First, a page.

Recently, Author/Blogger, Jim George, wrote a blog post regarding the Experience Curve and explains how major technologies can initially be expensive to adopt, even though they have advantageous features and benefits. However, over time these major technologies come down the cost curve, get less expensive, and eventually take over. These thoughts in turn can directly correlate with new nonprofit software technologies as nonprofit professionals can sometimes be hesitant when it comes to transitioning from outdated technologies to new nonprofit software solutions. Additionally, while you may be eager to make the switch to new technology solutions for your nonprofit, it can also be difficult to get rest of your organization to buy-in to your next nonprofit technology.
Below is an excerpt from Mr. George’s blog post and his perspective on the Experience Curve. Keep his thoughts in mind as your nonprofit looks to purchasing newer technology.
A new technology, one fundamentally disruptive to the established way of producing a product, is more expensive than the older method at first. Initially, it is used by “early adopters,” users who understand the value and features and are willing to pay for them. As volumes increase, the cumulative “learning” or understanding based on more and more experience drives efficiency such that overall cost of ownership is equal and then less. At some point, the general user base converts to the new product; the transition is rapid, and the older product becomes inefficient to manufacture and becomes obsolete. Strategically, a supplier of the new technology must be fully committed and well-positioned at this point. The conversion or transition process can be plotted in terms of market share. The curve is known as the “S Curve” since the initial penetration is slow (early adopters, higher price) and then undergoes a fast increase, and finally slows down as the market share approaches 100% and only late adopters and the “I’m never gonna use that new-fangled thing” crowd holds back.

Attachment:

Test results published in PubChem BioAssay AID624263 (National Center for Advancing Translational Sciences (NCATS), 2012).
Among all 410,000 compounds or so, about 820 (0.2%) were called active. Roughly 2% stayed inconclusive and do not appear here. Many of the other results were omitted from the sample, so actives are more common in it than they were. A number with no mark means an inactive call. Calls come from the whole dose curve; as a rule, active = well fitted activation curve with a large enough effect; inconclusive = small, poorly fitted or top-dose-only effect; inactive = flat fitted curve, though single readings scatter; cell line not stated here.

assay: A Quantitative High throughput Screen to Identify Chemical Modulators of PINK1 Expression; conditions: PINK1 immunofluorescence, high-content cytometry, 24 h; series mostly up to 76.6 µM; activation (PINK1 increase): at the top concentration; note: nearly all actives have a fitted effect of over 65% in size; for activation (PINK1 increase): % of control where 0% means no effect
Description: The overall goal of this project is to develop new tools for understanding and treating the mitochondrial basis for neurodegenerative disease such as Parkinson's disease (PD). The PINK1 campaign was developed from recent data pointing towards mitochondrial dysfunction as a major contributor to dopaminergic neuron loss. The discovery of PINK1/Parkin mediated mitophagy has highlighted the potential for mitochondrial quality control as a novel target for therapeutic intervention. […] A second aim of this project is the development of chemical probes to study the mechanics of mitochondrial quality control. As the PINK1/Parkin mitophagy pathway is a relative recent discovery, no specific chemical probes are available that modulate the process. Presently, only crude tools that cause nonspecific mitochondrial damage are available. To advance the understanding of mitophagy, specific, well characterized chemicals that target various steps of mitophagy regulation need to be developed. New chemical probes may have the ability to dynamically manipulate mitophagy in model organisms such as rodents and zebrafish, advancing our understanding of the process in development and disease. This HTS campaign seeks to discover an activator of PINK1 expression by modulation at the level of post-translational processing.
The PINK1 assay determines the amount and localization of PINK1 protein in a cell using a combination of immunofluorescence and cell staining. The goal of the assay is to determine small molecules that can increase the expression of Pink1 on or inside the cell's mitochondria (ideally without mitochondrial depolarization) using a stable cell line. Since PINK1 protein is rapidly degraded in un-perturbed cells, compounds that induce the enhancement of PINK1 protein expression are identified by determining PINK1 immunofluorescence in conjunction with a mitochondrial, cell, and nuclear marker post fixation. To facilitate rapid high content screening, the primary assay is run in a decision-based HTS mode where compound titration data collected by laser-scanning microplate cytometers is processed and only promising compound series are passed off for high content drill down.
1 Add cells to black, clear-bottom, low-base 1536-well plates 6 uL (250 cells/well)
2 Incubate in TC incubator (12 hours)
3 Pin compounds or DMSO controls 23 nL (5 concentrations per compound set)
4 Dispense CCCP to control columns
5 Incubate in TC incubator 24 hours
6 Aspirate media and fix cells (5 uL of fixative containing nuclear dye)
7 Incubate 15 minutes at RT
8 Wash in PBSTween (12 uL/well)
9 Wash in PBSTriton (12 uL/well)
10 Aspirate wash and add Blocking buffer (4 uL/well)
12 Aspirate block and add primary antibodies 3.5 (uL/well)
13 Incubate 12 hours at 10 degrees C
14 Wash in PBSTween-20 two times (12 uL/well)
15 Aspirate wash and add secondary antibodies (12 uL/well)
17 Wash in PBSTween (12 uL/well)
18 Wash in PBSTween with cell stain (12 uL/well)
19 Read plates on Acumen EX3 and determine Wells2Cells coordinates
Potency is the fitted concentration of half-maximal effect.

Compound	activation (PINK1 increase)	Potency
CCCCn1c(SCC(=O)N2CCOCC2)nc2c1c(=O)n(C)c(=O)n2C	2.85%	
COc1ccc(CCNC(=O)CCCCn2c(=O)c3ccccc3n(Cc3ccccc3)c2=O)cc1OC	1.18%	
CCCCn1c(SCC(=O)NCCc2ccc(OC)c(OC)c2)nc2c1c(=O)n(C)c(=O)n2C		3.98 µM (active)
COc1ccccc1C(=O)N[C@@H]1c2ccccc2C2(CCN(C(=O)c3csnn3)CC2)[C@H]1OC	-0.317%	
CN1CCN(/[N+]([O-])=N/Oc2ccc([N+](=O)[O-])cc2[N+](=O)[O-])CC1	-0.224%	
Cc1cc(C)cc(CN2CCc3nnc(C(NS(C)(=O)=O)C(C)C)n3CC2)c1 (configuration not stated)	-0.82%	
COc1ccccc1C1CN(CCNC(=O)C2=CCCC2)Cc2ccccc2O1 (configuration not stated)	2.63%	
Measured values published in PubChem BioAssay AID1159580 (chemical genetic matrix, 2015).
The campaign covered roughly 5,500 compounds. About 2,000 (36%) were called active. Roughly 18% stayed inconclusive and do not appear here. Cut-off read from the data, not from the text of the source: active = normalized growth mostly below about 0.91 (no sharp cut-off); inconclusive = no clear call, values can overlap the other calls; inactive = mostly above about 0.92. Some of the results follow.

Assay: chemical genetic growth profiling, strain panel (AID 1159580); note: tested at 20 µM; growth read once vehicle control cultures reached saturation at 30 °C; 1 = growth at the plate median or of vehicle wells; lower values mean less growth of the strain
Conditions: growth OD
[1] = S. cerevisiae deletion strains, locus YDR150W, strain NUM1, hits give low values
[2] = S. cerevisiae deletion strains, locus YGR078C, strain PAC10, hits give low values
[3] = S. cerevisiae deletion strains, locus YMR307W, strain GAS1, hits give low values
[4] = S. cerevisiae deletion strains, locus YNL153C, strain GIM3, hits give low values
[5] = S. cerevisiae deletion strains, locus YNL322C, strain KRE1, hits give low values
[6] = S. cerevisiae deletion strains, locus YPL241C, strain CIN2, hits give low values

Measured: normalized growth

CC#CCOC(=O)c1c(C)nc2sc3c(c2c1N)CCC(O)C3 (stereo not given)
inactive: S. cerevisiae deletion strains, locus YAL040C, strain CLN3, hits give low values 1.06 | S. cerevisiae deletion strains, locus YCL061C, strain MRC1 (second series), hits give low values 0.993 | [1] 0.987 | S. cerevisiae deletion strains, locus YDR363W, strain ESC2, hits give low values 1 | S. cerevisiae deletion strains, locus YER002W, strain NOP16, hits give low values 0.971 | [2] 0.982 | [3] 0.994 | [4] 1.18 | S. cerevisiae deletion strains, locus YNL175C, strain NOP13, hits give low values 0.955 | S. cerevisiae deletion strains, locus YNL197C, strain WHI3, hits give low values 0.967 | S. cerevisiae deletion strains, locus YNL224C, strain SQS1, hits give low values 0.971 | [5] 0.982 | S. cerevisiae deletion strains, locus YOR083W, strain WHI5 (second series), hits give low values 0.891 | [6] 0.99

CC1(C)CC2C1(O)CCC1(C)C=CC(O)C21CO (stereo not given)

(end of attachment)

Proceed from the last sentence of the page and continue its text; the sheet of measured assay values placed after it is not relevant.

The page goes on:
At times, technology seems overwhelming as waves of new developments appear. Just as surely as bias ply tires (remember those?) were replaced by radial tires, as analog TVs were replaced by digital TVs, as cell phones transitioned from analog to digital to smart phones based on Internet connectivity, we can be certain that new forms of lightning, probably LED based but possibly other new forms (see organic LEDs), will become standard in our homes and offices. One of the biggest transitions in our lives, the conversion from petroleum-based vehicles to hybrid-electrical cars and then on to full-electrical automobiles will take place within fifty years. The initial movement to electrical powered cars is underway. Every one of the automobile companies is committing to it. Someday, our kids and grand kids will look back and wonder how we ever drove those old vehicles. Change is coming.
Does your nonprofit currently have fears of adopting new technologies? How do you think the Experience Curve applies to your nonprofit? Let us know in the comments section below! Have any interesting thoughts or ideas for a future blog topic? Give us a shout and let us know!